Q&A

Q: I have a question that I’ve been toiling over for months. I’ve done some research on it and cannot find a clear answer. I’m beginning to work with a writer on a screenplay on someone who died about 20 years ago. She has surviving brothers, but her parents are dead and she never married or had children. What type of life story rights do we need to acquire to tell this story — a screenplay that could potentially turn into a feature film? I guess the first question should be do I even need to buy or acquire the life story rights? Can I just change her name?

A: First of all, there is really no such thing as life story rights. There is the right against being defamed. There is the right against certain private facts about you being publicly disclosed without your permission — the New York Times would be violating it if its reporter sneaked in your bedroom, copied your most secret diary entries, and published them. And there are certain other rights of this nature. But there is no life story rights. When you buy life story rights, what you really “buy” is a promise from the subject of your story that they will not sue you for defamation or any number of other possible violations of their privacy rights.

In theory, you can make a movie about anyone alive without obtaining their “life story rights,” as long as the movie doesn’t defame the subject and doesn’t violate all these other privacy rights. In practice, that’s hard to do and no matter how much you try not to violate these rights, you can’t stop someone from alleging you did. So practically, in most cases, when a movie is made about someone alive, “life story rights” are acquired.

Now let’s focus on the dead. Perfect timing — Halloween is less than a month away. The dead can’t be defamed. The dead have no rights of privacy. The dead have no say about how they’re portrayed in movies. You can say anything you want about the dead, true, false, or in between. Well, not all of the dead.
Continue Reading

Q: I have a question regarding the rights needed to make a film “based on” a book, and/or “inspired by” a book. First of all, is there a legal difference between these two terms? It seems that one implies a more direct adaptation (“based on”) and the other a looser connection to a book, but is there some legal basis for determining this? Also, does one need to purchase the rights to a book that “inspires” their film? How about a book that it is “based on”?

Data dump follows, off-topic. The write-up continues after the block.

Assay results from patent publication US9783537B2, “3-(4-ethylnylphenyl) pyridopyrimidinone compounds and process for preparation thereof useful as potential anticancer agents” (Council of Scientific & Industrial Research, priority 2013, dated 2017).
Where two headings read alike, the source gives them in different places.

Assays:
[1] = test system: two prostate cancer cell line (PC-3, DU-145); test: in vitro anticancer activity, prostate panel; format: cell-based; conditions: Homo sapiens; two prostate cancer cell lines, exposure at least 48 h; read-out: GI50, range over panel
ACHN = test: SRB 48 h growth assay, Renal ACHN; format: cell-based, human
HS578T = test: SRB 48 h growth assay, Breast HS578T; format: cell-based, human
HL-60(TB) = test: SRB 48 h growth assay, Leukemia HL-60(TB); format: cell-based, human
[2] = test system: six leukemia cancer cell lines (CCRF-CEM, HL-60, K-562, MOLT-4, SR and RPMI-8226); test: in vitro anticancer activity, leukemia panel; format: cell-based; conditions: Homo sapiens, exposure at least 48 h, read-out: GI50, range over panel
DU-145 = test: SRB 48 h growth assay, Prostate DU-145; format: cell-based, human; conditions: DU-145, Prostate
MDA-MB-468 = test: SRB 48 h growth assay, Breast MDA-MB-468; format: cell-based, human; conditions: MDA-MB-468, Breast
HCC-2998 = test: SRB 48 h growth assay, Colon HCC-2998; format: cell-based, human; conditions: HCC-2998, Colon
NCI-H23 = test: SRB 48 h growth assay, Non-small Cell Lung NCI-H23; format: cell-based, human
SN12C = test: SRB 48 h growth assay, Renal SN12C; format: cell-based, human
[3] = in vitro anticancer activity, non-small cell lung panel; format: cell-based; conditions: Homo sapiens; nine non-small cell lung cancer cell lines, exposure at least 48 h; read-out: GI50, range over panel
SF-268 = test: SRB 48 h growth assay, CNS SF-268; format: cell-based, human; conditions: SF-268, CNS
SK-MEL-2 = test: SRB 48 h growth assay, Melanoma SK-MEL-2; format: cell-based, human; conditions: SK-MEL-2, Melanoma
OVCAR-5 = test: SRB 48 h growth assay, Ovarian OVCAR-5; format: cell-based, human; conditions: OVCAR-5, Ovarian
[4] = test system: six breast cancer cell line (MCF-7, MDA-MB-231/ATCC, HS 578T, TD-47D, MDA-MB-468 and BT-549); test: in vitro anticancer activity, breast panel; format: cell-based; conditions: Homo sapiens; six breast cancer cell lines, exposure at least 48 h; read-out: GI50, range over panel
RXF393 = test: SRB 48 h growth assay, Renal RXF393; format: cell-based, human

A: In answer to your first question, while technically there is no legal significance to the specific words “based on” or “inspired by,” there is legal significance to what each term may imply.
Continue Reading

Q: A friend is self-financing and producing a micro-budget script that she wrote. She has asked me to help as an Associate Producer. It seems like a Work for Hire situation, but there’s no money for salaries. What’s the best way to formalize such an agreement?

A: As a basic rule in life, never get involved with any endeavor that can be described in a sentence that includes, in any order, the words “friend,” “self-financing,” and “micro-budget.” If the basic rule applies, run. She can’t be that good of a friend. You didn’t say she’s your best friend, just a friend. A friend in LA, at most, means you met her once and she added you to her 1,500 (and growing) other “friends” on Facebook. But even assuming she’s really a “friend” as used to be defined by a dictionary, then keep in mind that the second best way to lose a friend is to work for free on a “micro-budget” production. (In case you’re wondering, the best way is to lend money to a friend to produce a “micro-budget” script.)

But if you’re itching to test these common sense axioms, if you’re in it for a life lesson, then here is how you should formalize the deal.
Continue Reading

Q: I am optioning a German film to do an English-language remake. Anything special I need to worry about?

A: Well, apparently you need to worry about broccoli. Does your film have anything to do with broccoli? Are you going to be eating broccoli while filming? What’s the broccoli status of your film? Do you even like broccoli? Honestly, I’m not even sure I’m going to be able to answer all the concerns you may need to address if broccoli is involved.